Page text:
YAM Notes: November/December 2010

By Rich Banbury

It’s been quiet lately.  So I wonder if everyone who had something interesting to say about themselves, or the universe in which we inhale our daily dose of oxygen, did so in their contributed essays to the extraordinary 576-page Reunion Book.  Twenty-seven of those pages encompass the anonymous Confessionnaires.  No question that these submissions, inviting candid revelations but with the confessor behind a paper screen, are somewhat diminished by the lack of attribution.  Some of the quick hits, however, are worth their weight in words, exemplified by the following:  The ticking of the clock would seem to mock the beating of my heart.  I guess we’ll never know if that poignant thought was original to the classmate by whom it was submitted, although I presume it is.

The final essay in the Book, submitted by Yogi Jensen, was apparently snuck in by Peter Parsons at the bottom of the last page, presumably just minutes before the publisher’s deadline, although that day of reckoning was a moving target for many months.  I would guess that Yogi was sometimes late for class, although that leap of logic may be flawed by the fact that Yogi can often be located in a South American jungle.  In fact his essay reminds us that “mountaineering and jungle exploration have kept me close to natureAnd my import/export business has provided opportunities to travel”.  Nominally based in Seattle, Yogi clearly prefers the equatorial territories.

One of the great photographs in the Reunion Book has the following caption:  Jack Child and 70,000 penguins on the Sub-Antarctic Island of South Georgia.  After 20 years as an Army officer, including two tours in Vietnam and service with 101st Airborne, Jack moved to the academy, receiving a doctorate from American University, where he also acted as an assistant dean.  Since 1982, Jack has been teaching Spanish and Latin American studies at American, having recently been honored as one of six University Professors.  His particular interest in the “Far South” has inspired his success as a published author and explains his fraternization with those thousands of penguins.  In 2008, Duke University published a treatise involving one of Jack’s subspecialties, that being a scholarly examination of the politics and semiotics of Latin American postage stamps.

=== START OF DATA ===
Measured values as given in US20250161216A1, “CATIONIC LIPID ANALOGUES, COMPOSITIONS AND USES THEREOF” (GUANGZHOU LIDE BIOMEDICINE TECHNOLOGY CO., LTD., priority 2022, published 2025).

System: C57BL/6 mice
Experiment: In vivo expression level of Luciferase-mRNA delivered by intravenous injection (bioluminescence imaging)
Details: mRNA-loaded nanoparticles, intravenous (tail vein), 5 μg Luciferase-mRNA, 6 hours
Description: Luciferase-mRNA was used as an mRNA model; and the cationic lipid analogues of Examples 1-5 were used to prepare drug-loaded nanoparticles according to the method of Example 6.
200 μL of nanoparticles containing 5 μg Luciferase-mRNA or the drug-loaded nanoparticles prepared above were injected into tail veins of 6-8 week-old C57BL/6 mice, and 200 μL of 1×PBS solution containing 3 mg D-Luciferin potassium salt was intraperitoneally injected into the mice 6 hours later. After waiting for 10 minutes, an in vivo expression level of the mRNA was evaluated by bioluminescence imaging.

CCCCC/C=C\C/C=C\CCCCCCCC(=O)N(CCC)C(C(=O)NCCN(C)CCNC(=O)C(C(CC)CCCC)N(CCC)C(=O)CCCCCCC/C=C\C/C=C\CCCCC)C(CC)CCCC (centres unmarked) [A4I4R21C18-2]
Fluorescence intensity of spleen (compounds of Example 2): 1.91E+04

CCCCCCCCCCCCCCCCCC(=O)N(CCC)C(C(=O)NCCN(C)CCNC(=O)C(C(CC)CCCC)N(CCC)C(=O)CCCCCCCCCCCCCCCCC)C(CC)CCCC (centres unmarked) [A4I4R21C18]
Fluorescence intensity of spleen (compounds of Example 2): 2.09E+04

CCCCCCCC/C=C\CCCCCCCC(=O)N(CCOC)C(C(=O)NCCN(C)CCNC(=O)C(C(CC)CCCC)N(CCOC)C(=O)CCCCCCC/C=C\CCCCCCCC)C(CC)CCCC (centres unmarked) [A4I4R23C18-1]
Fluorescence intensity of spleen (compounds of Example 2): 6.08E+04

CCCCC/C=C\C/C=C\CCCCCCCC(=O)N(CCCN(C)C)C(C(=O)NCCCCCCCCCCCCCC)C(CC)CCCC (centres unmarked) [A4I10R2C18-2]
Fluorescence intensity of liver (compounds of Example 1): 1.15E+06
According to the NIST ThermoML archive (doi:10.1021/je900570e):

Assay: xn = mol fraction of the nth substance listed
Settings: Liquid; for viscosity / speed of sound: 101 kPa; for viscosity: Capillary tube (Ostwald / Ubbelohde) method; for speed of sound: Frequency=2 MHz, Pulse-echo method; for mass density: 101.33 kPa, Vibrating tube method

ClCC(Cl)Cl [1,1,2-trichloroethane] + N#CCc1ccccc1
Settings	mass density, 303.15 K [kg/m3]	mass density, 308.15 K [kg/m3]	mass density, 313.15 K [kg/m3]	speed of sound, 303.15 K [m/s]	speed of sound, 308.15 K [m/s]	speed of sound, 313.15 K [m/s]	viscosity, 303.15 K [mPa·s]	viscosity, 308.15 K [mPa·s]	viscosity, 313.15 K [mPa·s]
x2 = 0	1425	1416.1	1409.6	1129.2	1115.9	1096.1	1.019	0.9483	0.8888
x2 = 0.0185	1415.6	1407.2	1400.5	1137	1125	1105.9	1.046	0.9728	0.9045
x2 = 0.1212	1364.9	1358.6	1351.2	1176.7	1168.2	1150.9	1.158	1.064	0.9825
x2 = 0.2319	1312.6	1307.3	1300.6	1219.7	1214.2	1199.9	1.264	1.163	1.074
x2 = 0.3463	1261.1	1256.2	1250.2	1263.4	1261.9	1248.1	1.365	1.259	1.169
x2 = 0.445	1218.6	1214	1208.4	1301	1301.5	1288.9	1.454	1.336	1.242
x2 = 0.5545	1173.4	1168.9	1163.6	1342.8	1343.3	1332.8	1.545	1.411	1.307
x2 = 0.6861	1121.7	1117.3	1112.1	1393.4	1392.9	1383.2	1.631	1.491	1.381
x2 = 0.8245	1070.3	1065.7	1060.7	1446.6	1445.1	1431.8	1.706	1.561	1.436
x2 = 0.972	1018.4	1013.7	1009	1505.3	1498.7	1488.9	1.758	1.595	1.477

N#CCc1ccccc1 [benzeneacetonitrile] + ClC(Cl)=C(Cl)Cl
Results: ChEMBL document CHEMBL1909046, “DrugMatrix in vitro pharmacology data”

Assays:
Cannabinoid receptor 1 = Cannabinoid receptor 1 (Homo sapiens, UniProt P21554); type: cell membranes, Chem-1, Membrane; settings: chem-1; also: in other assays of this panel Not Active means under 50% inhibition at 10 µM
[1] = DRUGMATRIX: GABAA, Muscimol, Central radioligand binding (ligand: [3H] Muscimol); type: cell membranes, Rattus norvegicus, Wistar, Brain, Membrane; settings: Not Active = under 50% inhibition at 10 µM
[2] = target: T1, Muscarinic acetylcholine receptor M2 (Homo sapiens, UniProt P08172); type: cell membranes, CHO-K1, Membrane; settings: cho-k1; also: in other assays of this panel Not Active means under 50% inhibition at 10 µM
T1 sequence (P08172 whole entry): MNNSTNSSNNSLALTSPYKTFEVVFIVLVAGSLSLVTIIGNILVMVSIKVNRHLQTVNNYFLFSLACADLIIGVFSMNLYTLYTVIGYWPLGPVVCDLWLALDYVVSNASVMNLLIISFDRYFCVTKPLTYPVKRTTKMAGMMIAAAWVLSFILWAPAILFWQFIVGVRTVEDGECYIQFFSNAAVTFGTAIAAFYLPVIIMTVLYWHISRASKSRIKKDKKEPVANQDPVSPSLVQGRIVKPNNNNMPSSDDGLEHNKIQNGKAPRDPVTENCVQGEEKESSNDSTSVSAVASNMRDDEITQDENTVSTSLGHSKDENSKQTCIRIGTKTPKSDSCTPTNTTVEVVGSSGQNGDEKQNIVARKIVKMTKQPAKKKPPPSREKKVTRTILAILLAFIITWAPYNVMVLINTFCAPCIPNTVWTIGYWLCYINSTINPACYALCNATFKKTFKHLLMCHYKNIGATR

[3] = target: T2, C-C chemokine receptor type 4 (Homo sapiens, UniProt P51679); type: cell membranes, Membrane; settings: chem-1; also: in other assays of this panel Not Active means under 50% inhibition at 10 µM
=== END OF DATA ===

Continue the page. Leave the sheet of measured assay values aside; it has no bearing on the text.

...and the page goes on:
Sprinkled throughout the Reunion Book are the brilliant renditions of a parallel universe – the offspring of Steve Johnson’s fertile imagination wedded to his masterful artistry.  You can find his talents displayed under such headings as Aging Yalie Comics (pages 34 through 40) and the Reunion Sketch book (Pages 96 through 104).  It is interesting that Steve’s signature sketch for this project, appearing on both pages 2 and 35, is a risqué little item which thankfully eluded the censors.  Johnson is not the only creative artist recognized and celebrated in the Reunion Book.  Both Dave Sellers and Charlie Weymouth, illustrators, designers, and successful architects, have also contributed to the Book.  There is a nice profile of Dave, the pal of Patch Adams, beginning on page 41.  Working from a small town does not preclude achieving international fame, since Sellers, who receives his mail in Warren, Vermont, has been recognized by Architectural Digest as among the 100 best architects in the world.  Having worked in various building trades, and served on a Navy destroyer, Weymouth is eclectic in his artistic subjects, which include aircraft and submarines.  In addition, Charlie has won several awards not only for his architectural talent, but also in the related fields of urban planning and landscape architecture.

Jonathan Weiss has a good excuse for not attending the Reunion, since it conflicted with his prior commitment to witness the World Cup in South Africa.  Although Jonathan praises the “warmth and hospitality” of the host country, he was not particularly pleased with the incessant blaring of the vuvuzelas, nor the quality of the officiating.  Our class representative at the World Cup also managed to get into a bit of a skirmish with a group of inconsiderate fans from Slovenia.  This large group of soccer hooligans managed to stand and hold banners over their heads throughout the contest against the U.S., completely obscuring the sight lines of those behind.  After the Slovenians refused to listen to reason, Jonathan and his female companion went physical and a bit of a scuffle broke out.  Although the dispute was adjudicated without serious injury, it can be assumed that Jonathan’s passport will never be stamped at the airport in Ljubljana.

The Board of Directors of Rotary International has honored Dick Sideman with the prestigious Service Above Self Award.  Although Dick and Susan have retired to Palm Beach Gardens, they often travel back to Connecticut to visit with family and friends in the Hartford area.